Problem being that my next bus didn't come for an hour and the wind was blowing really hard (rain had stopped though.) I wanted to ride my bike back to the station so I could save money and have it to ride in the morning(I had left the bike at the school the day before because of the rain.) So I decided to see if the wind would die down. I waited about an hour. The time for the bus came, but the wind was still pretty strong. The schedule I had said there would be other bus during the 10 o'clock hour, so I decided to wait a little longer. When I decided that the wind was just not going to get any better any time soon, I decided to walk/ride the bike. I left my wet clothes at work, changed into the better shoes for walking now that the rain stopped, and went out.

Turns out it wasn't so bad riding the bike in the wind. The wind was warm (morning was cold.) so that was nice. Going out, I notice tree branches and leaves littered everywhere from the wind. I actually like wind. Reminds me a bit of Texas, minus the dust. Made it in time to grab breakfast from McDonalds before getting to the bus stop. Only to find the schedule had changed and there was no longer a bus during the 10 o'clock hour. The bus really does run at the most inconvenient times for me. :-( Next bus? 11:35. I have an hour and a half. That's a long wait, so I decide to try the trains.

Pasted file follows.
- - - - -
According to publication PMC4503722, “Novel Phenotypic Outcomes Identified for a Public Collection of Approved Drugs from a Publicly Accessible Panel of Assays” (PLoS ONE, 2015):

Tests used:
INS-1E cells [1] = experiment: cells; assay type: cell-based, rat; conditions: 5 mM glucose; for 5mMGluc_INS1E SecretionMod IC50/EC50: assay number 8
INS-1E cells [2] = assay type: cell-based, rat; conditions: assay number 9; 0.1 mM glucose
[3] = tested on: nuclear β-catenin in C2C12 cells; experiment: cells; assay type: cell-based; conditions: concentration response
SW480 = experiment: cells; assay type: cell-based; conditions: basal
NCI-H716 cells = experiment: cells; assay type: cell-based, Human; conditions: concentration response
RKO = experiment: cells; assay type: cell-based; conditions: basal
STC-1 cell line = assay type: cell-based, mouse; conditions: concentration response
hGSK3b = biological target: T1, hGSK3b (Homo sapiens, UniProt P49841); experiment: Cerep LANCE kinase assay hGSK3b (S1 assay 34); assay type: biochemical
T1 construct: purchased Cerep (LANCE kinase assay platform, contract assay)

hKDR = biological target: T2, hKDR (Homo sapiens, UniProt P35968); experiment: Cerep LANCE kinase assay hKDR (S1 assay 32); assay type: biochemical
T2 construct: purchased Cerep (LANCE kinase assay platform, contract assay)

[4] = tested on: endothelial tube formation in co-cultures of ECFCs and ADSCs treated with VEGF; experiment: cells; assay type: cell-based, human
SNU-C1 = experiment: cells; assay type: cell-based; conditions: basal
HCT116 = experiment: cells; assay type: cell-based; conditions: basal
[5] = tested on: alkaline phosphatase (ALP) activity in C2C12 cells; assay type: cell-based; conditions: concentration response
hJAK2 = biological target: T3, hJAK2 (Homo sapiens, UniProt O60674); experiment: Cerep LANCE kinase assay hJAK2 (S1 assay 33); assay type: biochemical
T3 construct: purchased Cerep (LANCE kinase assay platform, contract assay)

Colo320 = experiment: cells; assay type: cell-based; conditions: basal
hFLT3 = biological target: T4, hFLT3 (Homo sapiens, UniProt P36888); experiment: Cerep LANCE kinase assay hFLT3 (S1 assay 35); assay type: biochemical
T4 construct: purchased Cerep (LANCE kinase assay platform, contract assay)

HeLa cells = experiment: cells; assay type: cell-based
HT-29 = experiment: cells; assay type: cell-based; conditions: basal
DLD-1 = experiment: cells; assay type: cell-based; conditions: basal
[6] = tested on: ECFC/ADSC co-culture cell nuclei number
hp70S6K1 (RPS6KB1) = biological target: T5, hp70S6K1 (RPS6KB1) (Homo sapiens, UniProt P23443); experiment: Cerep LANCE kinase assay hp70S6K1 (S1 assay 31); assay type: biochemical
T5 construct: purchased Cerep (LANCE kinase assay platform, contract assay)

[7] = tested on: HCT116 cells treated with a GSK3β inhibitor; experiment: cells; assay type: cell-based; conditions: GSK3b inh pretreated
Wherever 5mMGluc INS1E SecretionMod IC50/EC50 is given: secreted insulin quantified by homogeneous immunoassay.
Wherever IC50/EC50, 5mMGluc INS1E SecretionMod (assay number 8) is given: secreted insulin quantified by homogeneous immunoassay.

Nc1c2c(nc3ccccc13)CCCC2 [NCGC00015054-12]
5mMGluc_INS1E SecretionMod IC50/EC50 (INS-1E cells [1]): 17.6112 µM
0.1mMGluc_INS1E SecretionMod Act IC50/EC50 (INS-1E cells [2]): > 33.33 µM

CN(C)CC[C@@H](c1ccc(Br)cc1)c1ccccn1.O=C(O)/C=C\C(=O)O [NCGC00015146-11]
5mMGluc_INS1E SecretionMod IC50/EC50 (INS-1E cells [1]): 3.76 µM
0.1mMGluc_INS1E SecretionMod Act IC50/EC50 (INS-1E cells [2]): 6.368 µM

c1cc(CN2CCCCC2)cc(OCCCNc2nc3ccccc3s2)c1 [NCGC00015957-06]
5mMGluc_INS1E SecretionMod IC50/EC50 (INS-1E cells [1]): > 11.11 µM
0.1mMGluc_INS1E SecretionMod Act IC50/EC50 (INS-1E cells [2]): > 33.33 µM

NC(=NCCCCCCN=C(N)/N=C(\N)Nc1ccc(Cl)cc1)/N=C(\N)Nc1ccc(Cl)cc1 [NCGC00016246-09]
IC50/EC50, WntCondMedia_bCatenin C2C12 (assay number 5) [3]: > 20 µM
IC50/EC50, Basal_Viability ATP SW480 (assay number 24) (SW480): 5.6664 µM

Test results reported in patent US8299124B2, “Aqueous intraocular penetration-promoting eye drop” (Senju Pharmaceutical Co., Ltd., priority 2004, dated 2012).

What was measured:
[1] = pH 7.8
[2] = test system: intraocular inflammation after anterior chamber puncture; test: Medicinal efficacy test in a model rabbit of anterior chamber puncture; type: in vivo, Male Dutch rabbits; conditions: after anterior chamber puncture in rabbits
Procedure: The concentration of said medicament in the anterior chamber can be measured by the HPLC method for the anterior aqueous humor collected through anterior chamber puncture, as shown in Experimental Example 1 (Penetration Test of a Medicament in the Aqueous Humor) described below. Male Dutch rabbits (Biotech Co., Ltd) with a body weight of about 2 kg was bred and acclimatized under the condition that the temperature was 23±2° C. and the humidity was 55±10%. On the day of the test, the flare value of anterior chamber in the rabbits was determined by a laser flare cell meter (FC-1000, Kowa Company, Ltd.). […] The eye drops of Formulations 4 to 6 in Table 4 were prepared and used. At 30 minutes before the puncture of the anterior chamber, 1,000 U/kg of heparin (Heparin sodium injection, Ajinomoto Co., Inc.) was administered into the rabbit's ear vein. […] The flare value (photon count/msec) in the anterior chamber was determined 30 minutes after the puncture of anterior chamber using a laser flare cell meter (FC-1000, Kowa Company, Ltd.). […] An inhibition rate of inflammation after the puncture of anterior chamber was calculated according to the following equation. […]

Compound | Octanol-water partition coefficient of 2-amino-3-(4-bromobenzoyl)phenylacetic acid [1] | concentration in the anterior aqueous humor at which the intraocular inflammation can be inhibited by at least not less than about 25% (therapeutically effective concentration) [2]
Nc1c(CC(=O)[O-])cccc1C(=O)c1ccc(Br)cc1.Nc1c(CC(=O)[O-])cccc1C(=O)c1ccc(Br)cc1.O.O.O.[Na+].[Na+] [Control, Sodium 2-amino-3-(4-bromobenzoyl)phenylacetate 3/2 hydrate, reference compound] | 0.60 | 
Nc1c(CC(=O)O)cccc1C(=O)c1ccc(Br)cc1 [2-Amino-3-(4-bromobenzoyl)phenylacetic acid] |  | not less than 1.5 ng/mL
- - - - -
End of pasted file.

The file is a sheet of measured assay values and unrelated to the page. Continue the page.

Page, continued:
Get on the trains, which are all delayed or canceled because of the winds. I can actually get home using trains in either direction, so after some deliberation, I decide to take whichever train shows up first. It goes one stop, and then... stops. No trains are moving again. I wait for about half and hour and decide that it would just be better to go back to the bus stop and take the bus. Buses can operate in the wind. Trains don't like wind.

So I exit, (paying for a completely useless train ride.) and walk back to the bus stop, about 30 mins. I make it in time. But now there is a huge line. I'm not kidding. It was long. Everyone else wanted to ride the bus too, since the trains weren't' running. I wondered if we could all fit. Somehow we packed onto the bus. Quite the adventure.

Get back around 12:30ish I guess. I get a little something to eat and drink and head home. Almost 2. 8 hours later, very tired, poorer and accomplished nothing. Yes, adventures in commuting. But walking outside wasn't so bad after the rain stopped. It became a nice day actually. I took a nap.

Anyway, the main point wasn't to tell you about my day, as fascinating as that was (please insert dripping sarcasm here.) I had a nice little analogy that I thought of while coming home and seeing the after effects of the storm.

The whole week leading up to the typhoon (which happens to be the week of my birthday) was rain. I hate rain. It's troublesome and depressing. And I just don't have the right shoes for commuting in the rain. (I didn't commute so much before, so it hadn't been this big of a problem for me yet.) It's oppressive.